From 1974 to 2002, apartment 13A in this Upper West Side building was the residence of Joan Nestle, an influential lesbian activist and co-founder of the Lesbian Herstory Archives.

A vibrant communal space dedicated to preserving lesbian memory and ephemera, the Archives was located here from 1974 to 1992, when it moved to its current home in Park Slope, Brooklyn.

Header Photo
Credit: Christopher D. Brazee/NYC LGBT Historic Sites Project, 2017.


Joan Nestle (b. 1940), a Jewish lesbian feminist activist, writer, and archivist, grew up in the Bronx and began frequenting working-class, butch-femme bars, such as the Sea Colony, in late 1950s Greenwich Village. A writing teacher in the SEEK Program at Queens College from 1966 to 1995, Nestle helped form the Gay Academic Union (GAU) in 1973. A year later, she moved to 215 West 92nd Street, apartment 13A, on the Upper West Side, where she and other women from GAU founded the Lesbian Herstory Archives. It is one of the earliest (if not the earliest) and most important archives dedicated to lesbian history.

The creation of the Archives came from a long-standing hunger to learn more about lesbian history and culture and, according to its first newsletter, in June 1975, collect and disseminate “to our sisters all the prints of our existence.” The communal space also provided a voice for lesbians who often felt underrepresented and unheard in gay male-dominated groups. For eighteen years, “the ladies of 13A” gathered around the large square wood table in the dining room, which had on its wall a wood-cut print of photographer Alice Austen and her partner Gertrude Tate that was signed and donated by poet Adrienne Rich and her partner, author Michelle Cliff. There, they held discussions, launched books, and planned protests, among other activities. Butch lesbians would also use the bedroom to change out of their “work appropriate” blouses, dresses, and skirts.

The Archives room is a healing place; it is filled with voices announcing our autonomy and self possession. … I have lived through the time of willful deprivation and now it is our time to discover and to cherish and to preserve.

Joan Nestle, 1979

For fifteen years, the popular “At Home with the Archives” gatherings took place in the living room. Well-known lesbian artists, such as writers Audre Lorde and Dorothy Allison and photographers Tee Corinne and Joan E. Biren (JEB) shared their work here, though the Archives, perhaps most importantly, also nurtured aspiring filmmakers, writers, and others. Nestle’s long-time friend, activist Mabel Hampton, lived here toward the end of her life.

In addition to her involvement at the Archives, which moved to its current location in Park Slope, Brooklyn in 1992, Nestle was involved in many activist campaigns for LGBT, women’s, and racial equality while living on West 92nd Street. In 1982, she became an ardent pro-sex (later also known as sex-positive) activist in the feminist sex wars, which had begun years earlier. Since the late 1970s, Nestle, a self-identified femme, has been particularly influential as a writer and educator in affirming and re-shaping perspectives on the butch-femme dynamic, which some lesbian critics have felt imitates heterosexual relationships. She has written or edited in several literary formats — including the lesbian-themed books A Restricted Country (1988), The Persistent Desire: A Femme-Butch Reader (1992), and A Fragile Union: New and Collected Writings (1998) — and also became the first teacher at Queens College to lead a gay and lesbian literature course, in 1992.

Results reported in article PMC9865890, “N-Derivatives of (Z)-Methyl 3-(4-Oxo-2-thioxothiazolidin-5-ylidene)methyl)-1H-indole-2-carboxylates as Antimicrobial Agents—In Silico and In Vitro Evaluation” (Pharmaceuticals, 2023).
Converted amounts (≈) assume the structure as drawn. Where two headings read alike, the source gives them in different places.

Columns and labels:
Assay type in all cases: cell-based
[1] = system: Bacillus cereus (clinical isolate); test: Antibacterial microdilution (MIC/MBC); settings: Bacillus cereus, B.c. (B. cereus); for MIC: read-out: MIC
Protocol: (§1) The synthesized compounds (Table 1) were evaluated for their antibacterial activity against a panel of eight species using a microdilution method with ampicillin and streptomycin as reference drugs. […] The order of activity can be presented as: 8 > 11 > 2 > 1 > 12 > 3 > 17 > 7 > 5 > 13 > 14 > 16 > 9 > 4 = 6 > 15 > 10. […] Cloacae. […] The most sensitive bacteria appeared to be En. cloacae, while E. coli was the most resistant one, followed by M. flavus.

Her numerous recognitions include multiple Lambda Literary Awards, grand marshal (with Jonathan Ned Katz) of the 1999 NYC Pride March, and the SAGE Lifetime Achievement Award (2000). In 2002, Nestle was callously evicted from her rent-stabilized apartment. With her partner Dianne Otto, she eventually moved to Australia, where she continues to pursue various causes.

Entry by Amanda Davis, project manager (May 2018).

NOTE: Names above in bold indicate LGBT people.

Building Information

  • Architect or Builder: Rosario Candela
  • Year Built: 1922


  1. Angeline Acain and Susan Eisenberg, “Joan Nestle, Sixty and Sexy,” Ripe, April 20, 2001.

  2. History,” Lesbian Herstory Archives, bit.ly/2fgHdA2.

  3. Joan Nestle, various pages, www.joannestle.com.

  4. Joan Nestle, various entries, www.joannestle.blogspot.com.

  5. Joan Nestle, “13A: The Story of an Apartment, a Community and an Idea,” Don’t Stop Talking 2, July 26, 2012, bit.ly/2KczQFW.

  6. Joan Nestle, “One Woman’s View: Thoughts on What the Archives Is and Can Be,” Lesbian Herstory Archives News, Spring 1979, bit.ly/2IdQG6x. [source of pull quote]

  7. Joan Nestle,” Jewish Women’s Archive, bit.ly/2pGIZfP.

  8. Lesbian Herstory Archives, newsletter, June 1975.

  9. Martin Duberman, Left Out: The Politics of Exclusion – Essays 1964-2002 (Brooklyn: South End Press, 2002), pp. 269-285.

  10. The Universities and the Gay Experience,” Gay Academic Union, New York, 1974, via outhistory.org, bit.ly/2IffdrO.

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14 Sites

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18 Sites

1970s Lesbian Activism & Community

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